LITTLE ROCK, Ark. – With the rise in COVID cases, attention is back on schools as districts finalize plans for the coming Fall.
The biggest debate surrounds what to do about masks, with Arkansas schools no longer having the option of issuing a mask mandate.
The American Academy of Pediatrics released new recommendations Monday morning, urging all school-aged children to wear a mask in class, regardless of immunization. But for schools in Arkansas, to wear a mask or not is a choice left up to the students and their parents.
Legislation was passed in April that prohibits any state or local mask mandate, including those in public schools. Regardless of the wishes of the school or school district, they cannot require students to wear masks in class.
“Really all we can do is recommend,” explained Little Rock School District Superintendent Mike Poore. He’s been finalizing the district’s plan for the fall, waiting on final recommendations from health experts before signing off on what schools will do.
He warns that with COVID cases still on the rise, not everything will be “back to normal” for students this year.
“I think we all probably felt like going into the fall, we’re going to have a different experience,” Poor said. “But I don’t think that’s our reality.”
Like Little Rock, school districts across the state are still determining what the plan is for the fall, with mask mandates no longer an option and a COVID spike leading into a school year. In addition, the 12 and up requirement for vaccines further complicates the equation.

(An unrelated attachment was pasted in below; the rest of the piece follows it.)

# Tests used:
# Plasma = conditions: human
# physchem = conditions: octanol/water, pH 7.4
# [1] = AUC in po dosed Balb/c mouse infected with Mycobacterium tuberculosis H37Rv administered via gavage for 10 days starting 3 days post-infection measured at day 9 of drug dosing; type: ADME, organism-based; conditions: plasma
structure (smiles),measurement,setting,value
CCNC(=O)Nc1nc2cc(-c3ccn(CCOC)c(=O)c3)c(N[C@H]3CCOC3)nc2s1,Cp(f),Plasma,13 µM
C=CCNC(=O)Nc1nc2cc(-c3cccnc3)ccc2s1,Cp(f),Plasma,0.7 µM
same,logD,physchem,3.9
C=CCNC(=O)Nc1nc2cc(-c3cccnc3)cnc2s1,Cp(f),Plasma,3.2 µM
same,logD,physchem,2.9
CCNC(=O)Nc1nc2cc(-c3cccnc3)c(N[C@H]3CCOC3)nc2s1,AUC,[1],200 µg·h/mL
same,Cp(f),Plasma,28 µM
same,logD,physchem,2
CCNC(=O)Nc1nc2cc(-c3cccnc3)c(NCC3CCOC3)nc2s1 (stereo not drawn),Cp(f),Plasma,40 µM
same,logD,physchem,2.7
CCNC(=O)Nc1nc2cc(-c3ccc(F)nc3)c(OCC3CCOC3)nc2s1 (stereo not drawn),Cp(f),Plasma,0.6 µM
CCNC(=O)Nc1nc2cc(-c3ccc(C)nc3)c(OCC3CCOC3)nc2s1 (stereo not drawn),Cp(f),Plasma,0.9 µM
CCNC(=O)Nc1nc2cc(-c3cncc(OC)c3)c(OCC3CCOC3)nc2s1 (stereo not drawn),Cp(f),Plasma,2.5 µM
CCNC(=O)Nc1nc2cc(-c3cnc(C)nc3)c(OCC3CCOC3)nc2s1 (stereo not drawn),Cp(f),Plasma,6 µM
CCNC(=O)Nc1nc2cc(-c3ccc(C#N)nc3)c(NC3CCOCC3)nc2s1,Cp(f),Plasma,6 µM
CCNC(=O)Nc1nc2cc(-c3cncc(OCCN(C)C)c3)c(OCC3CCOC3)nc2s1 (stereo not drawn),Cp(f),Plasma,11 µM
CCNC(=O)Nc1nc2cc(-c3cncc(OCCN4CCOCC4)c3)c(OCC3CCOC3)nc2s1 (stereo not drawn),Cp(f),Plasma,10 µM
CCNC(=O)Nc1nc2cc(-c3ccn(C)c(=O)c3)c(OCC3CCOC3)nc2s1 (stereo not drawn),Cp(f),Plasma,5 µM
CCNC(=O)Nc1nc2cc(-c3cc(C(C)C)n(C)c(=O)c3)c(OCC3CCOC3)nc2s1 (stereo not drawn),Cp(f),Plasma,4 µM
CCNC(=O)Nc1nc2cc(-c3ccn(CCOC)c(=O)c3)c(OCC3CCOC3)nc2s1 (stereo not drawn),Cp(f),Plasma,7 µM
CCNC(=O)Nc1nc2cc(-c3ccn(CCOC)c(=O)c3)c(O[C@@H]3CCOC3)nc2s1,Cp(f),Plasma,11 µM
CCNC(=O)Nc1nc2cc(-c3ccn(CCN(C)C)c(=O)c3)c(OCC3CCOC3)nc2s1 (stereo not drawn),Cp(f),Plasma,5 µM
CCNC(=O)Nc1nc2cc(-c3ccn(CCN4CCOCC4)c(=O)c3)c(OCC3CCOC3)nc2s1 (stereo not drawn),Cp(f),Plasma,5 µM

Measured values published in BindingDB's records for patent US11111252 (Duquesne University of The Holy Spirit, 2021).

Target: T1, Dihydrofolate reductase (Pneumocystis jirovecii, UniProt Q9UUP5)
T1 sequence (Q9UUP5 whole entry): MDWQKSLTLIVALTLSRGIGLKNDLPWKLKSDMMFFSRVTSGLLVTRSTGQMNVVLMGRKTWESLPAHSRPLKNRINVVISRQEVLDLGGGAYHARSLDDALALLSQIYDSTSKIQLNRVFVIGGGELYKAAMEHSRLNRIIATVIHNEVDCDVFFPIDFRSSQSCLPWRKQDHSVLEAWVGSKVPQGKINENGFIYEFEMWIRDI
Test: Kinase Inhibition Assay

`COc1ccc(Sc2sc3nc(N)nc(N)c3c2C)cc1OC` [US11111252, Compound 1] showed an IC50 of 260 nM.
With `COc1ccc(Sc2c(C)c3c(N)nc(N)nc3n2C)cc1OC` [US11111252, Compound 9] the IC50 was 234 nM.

5 Central Arkansas school districts (North Little Rock, Little Rock, Pulaski County Special, Benton, and Bryant) were asked what their plans were for this coming semester, and all said they were still finalizing things. Three said they were still waiting on CDC and ADH guidelines to make the final call, and two said they were conducting meetings with school leaders and educators this week.
The North Little Rock School Board recently voted to make masks optional. Poore says for his district, he’s encouraging their use amongst students and staff.
“We know we’re going to push vaccines,” Poore said. “We know we’re going to do everything we can to encourage people to wear masks.”
But for families like the Nicholson’s, they’re glad the mandate is over and parents have a choice in what their kids wear.
“I think that’s a good idea,” Colby Nicholson explained when asked about ending the mandate. “I didn’t really like the idea of him having to wear it, but I’m glad that we have the option now.”
With both the use of masks – and vaccinations – up to individual families, school officials are doing everything on their end to stop the spread, and hope families can work together to keep kids safe.
Poore said LRSD will be conducting a survey to see how many families would send their kids to school with a mask, and says the district is also ramping up efforts to get staff and families vaccinated.
For those who don’t wish to risk in-person classes, Poore says the district’s virtual classes will remain, with students able to decide semester to semester which path they would like to take.